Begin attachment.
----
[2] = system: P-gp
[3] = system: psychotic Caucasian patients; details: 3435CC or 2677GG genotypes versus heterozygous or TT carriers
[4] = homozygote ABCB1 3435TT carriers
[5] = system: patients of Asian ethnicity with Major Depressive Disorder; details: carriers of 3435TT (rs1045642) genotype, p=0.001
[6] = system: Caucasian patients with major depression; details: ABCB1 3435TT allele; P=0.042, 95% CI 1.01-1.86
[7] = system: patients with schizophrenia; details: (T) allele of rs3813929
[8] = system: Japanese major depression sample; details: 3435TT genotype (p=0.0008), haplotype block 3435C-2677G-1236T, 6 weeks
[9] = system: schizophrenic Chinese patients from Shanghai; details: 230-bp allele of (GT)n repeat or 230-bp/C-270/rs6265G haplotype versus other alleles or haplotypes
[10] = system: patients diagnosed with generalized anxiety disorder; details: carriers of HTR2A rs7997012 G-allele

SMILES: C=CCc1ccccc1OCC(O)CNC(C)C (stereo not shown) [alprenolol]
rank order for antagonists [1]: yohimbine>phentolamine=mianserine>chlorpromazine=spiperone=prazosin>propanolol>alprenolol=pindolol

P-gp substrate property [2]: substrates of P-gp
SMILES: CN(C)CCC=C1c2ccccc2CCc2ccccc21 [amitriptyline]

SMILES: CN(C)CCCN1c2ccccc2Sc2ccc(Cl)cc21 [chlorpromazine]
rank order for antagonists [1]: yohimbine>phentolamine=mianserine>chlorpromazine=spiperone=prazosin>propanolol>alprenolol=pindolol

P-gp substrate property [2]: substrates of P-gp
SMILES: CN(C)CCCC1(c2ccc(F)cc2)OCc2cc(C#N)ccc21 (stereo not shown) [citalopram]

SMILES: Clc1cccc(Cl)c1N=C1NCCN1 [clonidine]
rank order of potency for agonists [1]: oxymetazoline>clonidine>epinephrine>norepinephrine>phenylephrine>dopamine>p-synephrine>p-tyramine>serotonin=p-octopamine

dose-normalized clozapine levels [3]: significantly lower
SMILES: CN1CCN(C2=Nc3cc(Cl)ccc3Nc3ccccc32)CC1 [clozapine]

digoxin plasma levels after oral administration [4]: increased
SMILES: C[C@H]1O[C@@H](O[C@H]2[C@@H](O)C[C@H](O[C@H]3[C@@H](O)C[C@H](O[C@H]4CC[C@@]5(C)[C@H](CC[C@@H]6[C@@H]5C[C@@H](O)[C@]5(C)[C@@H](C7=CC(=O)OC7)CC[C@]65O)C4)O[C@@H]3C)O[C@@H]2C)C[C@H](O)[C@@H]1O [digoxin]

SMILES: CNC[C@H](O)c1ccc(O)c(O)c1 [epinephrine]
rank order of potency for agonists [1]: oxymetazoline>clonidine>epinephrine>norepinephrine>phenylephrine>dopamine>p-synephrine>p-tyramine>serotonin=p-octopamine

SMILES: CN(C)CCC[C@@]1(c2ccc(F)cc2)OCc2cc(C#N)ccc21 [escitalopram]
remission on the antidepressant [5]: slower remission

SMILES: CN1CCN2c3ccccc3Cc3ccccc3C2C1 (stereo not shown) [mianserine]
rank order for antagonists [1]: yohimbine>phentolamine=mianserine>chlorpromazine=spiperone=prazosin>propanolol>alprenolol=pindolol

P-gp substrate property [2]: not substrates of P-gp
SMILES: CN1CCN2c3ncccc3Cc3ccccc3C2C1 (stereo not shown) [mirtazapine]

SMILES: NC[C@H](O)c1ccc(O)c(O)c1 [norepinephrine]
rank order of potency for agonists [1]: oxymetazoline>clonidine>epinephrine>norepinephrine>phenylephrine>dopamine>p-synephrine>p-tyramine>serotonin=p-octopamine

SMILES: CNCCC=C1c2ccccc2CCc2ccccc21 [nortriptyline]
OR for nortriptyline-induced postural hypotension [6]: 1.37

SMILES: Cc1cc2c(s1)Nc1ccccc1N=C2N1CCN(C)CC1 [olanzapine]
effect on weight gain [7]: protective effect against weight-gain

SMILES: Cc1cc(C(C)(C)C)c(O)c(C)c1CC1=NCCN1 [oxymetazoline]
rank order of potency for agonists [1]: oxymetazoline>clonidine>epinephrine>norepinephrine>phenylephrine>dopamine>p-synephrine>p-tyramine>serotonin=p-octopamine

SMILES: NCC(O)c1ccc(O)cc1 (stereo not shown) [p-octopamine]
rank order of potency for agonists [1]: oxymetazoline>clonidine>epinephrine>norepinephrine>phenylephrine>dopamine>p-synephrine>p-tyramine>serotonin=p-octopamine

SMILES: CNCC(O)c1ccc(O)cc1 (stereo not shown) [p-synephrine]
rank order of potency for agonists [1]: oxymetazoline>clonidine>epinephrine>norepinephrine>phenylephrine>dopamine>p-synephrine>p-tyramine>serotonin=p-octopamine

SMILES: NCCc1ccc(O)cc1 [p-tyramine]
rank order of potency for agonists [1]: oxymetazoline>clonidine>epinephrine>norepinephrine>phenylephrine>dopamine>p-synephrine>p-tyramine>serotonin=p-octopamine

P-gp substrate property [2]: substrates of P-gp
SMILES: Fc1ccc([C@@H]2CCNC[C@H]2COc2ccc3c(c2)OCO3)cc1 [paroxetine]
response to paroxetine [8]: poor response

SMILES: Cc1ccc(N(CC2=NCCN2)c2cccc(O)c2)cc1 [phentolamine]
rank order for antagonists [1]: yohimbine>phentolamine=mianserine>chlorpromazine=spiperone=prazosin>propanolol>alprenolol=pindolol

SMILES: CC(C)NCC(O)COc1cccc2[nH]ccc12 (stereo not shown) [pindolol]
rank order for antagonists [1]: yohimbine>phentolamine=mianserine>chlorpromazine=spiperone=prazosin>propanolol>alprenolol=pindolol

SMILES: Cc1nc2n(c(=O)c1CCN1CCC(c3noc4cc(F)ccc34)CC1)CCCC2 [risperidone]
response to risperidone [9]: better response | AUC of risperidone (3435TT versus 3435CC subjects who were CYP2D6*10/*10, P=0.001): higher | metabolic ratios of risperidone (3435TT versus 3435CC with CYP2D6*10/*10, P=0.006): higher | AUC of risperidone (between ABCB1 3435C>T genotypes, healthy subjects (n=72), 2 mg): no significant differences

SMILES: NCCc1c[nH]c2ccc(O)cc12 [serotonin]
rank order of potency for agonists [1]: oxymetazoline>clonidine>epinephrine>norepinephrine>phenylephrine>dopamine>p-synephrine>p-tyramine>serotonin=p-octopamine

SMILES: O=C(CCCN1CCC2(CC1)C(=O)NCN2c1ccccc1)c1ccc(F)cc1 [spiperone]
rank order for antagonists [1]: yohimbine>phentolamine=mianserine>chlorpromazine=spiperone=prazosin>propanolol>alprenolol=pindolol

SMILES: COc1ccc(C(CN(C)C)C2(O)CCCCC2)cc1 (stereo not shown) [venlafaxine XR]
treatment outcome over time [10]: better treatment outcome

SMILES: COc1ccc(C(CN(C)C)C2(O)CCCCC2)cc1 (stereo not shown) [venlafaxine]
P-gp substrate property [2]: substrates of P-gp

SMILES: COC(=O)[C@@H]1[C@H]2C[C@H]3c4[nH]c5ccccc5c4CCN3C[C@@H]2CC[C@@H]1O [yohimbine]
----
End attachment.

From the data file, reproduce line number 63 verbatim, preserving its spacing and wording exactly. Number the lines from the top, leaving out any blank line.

SMILES: COC(=O)[C@@H]1[C@H]2C[C@H]3c4[nH]c5ccccc5c4CCN3C[C@@H]2CC[C@@H]1O [yohimbine]